Chinese Ethics Assessment May Mean Start Of New Relicensing Surge

A recently released report by the Chinese government has shown that said Chinese ethics assessment may mean the start of a new surge of licensing for various games to be released in China. This might end up opening up a whole new market to many developers, if they follow the rules.

China’s ethics assessment was aimed at 20 different multiplayer games such as PUBG, Fortnite, Diablo, Overwatch, League of Legends, and more. 11 of these were ordered to adjust their content in order to conform more with Chinese values. 9 of these, including PUBG, H1Z1, and Fortnite, were banned for being unable to do so.

The Chinese ethics assessment was aimed at more of this, both to combat values that might be against Chinese morals, along with being able to combat an epidemic of near-sightedness in children who sit too close to TVs. However, the new standards, so long as big-name developers do their best to adjust to the rules of China, are more aimed at a variety of copycat and ripoff games that are currently flooding Chinese markets.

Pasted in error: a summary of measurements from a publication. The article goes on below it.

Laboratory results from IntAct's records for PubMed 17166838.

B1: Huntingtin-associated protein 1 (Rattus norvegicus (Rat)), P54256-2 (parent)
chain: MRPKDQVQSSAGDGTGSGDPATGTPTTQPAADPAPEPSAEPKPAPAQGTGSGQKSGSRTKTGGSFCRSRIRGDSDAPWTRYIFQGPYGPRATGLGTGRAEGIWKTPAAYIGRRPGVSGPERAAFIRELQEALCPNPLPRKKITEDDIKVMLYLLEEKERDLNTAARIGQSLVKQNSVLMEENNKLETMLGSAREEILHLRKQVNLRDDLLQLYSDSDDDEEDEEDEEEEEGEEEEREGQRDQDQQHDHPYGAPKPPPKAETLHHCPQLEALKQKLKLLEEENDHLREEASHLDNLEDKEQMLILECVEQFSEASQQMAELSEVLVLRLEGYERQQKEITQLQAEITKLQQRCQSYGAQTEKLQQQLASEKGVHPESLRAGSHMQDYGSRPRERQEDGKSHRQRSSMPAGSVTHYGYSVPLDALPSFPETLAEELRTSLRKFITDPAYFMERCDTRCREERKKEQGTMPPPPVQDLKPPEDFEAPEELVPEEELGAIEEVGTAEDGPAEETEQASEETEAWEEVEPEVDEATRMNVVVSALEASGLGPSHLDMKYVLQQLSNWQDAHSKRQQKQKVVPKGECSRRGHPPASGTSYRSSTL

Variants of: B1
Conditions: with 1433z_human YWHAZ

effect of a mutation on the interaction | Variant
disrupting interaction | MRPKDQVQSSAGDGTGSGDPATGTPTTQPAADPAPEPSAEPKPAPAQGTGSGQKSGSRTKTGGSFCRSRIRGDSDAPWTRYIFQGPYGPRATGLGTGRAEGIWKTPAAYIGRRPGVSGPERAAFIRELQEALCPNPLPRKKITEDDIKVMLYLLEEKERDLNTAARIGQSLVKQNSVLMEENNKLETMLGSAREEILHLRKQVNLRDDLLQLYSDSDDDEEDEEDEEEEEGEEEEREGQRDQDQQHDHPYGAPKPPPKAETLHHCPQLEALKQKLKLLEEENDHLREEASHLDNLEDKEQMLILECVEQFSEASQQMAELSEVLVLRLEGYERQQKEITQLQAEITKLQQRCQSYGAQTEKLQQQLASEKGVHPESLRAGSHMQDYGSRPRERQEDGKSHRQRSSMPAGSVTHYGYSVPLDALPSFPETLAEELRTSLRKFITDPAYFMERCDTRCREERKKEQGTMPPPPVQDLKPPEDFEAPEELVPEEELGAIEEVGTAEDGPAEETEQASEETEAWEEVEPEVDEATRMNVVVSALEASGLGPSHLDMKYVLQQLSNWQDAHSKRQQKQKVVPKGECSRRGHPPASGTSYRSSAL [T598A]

These regulations have hit Chinese publisher Tencent particularly hard, considering that they’re one of the biggest video game-related companies in China. The regulation has cost Tencent over $100 billion, and they already release various games for Chinese audiences including Call of Duty, PUBG, and Dungeon Fighter Online.

China has a similar value system in place for other bits of entertainment like movies, which includes rules like how the villain must always be caught at the end, and the films must keep the values of Chinese society in mind.

At the same time however, this will cause various developers to have to edit their games for a Chinese release, which means doing things like taking out excessive violence and gore or at least toning those sorts of elements down in order to receive a license. But if the Chinese ethics assessment does end up opening the way to more developers to release games in China, hopefully they’ll be able to adjust to the country’s standards.